Terrance Thompson can see again, and that has done nothing but make him a more important piece of the history being pieced together by the Central High School boys basketball team.
The Red Raiders spent this week preparing to play in their fourth consecutive WIAA Division 2 state tournament and trying to figure out how to beat Milwaukee Washington in Friday afternoon’s semifinal matchup at the Kohl Center in Madison.
Thompson spent the week seeing everything that coaches want players to do against the Purgolders, and that hasn’t always been the case.
Thompson, a 6-foot-7 junior, had vision issues that required glasses as a kid. He eventually stopped wearing the glasses he needed — without the necessary correction to his eyesight — and simply got by on instinct.
“I don’t know why, I just stopped wearing them,” Thompson said with a smile at Monday’s practice. “I couldn’t really see, but I wasn’t going to let that stop me from playing.”
Central coach Todd Fergot made Thompson go to an eye doctor around Christmas, and Thompson was given new glasses and contacts. To say it has made a difference is an understatement.
“He isn’t squinting anymore,” Central senior Noah Parcher said of Thompson, who is averaging 7.8 points and 6.2 rebounds per game. “He’s a great shooter, and he’s really only starting to show it.”
Using a 10-foot shot from the left or right side of the hoop as an example, Thompson said he could see the rim and some of the square above the rim on the backboard. He sees everything clearly now and that is apparent.
Thompson made his biggest impact as a sophomore by rebounding and playing defense. That hasn’t changed drastically, but he is definitely playing at a new level this season.
“Terrance is a threat to anyone who plays in the paint,” Central junior Jordan Davis said. “He will do whatever he has to in there to defend, and he makes a lot of things hard for our opponents to do.”
Milwaukee Washington sophomore Michael Foster Jr. is the primary matchup for Thompson on Friday. Foster Jr., who has offers from Arizona State and LSU, scored 16 points and made 8 of 13 shots as the Purgolders beat the Red Raiders 70-58 in last year’s state semifinals.
Thompson understands that better interior defense is necessary this time, and Fergot isn’t concerned about getting it. Thompson is drawing Division I interest, too, and his ability to defend anywhere on the court is something that will impress even more college coaches.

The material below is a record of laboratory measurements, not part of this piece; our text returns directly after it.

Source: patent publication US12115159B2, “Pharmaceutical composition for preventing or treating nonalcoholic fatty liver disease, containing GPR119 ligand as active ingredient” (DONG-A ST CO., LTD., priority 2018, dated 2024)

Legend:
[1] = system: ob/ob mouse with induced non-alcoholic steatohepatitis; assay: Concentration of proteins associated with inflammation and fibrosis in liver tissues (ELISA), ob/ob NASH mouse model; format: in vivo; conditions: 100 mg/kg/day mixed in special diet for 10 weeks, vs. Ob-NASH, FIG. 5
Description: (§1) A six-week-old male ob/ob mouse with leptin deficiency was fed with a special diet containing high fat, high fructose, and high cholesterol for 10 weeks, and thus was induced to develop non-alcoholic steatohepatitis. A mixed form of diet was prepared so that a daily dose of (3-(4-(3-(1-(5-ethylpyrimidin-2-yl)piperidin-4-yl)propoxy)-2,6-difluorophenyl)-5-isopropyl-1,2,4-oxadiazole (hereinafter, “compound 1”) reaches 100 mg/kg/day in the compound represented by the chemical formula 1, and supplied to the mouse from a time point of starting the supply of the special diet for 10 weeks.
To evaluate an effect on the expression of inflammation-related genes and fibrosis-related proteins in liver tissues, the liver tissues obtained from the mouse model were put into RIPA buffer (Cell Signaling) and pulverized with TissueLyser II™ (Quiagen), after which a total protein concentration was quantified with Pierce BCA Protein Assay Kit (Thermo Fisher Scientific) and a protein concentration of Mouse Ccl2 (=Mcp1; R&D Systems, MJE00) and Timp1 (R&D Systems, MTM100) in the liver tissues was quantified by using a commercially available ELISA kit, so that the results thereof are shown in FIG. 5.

“He can defend in the post and on the perimeter, and that’s been huge for us,” Fergot said. “With the trapping stuff we do, matchups change.
“You have to read up and get the next guy. That might put him with a point guard, and he can laterally stay with those guys as well as he can with anybody else. I don’t think a lot of people understand how good of a defender he really is.”
Thompson has deferred to teammates when it comes to scoring. Oh, he has had some big games with 16 points in a win over Division 1 Madison Memorial and 14 more during a great overall performance in a 54-51 win over Onalaska in the sectional semifinals.
“I leave that to Johnny (Davis), Jordan and Noah,” said Thompson, who has blocked 33 shots this season. “I defend, and I rebound. I have to be the toughness of this team, and I think I’m stronger and more mature this year and can do better with that.”
But don’t forget Thompson’s ability to shoot. While he has picked up a lot of his points on putbacks after offensive rebounds, Thompson has stepped behind the 3-point line and showed off a shooting touch that wasn’t seen during games last season.
Parcher said Thompson might shoot more than anyone on the team during the offseason and the improvement has been obvious.
Thompson has made 10 of 22 attempts from deep this season after Fergot said he didn’t even attempt one as a sophomore.
“Once he put on those contacts, he was hitting shots from everywhere,” Jordan Davis said. “No one has expected that from him, but he can step out there and hit the 3, which can be big for us.
“We have to find ways to get the ball to him there sometimes.”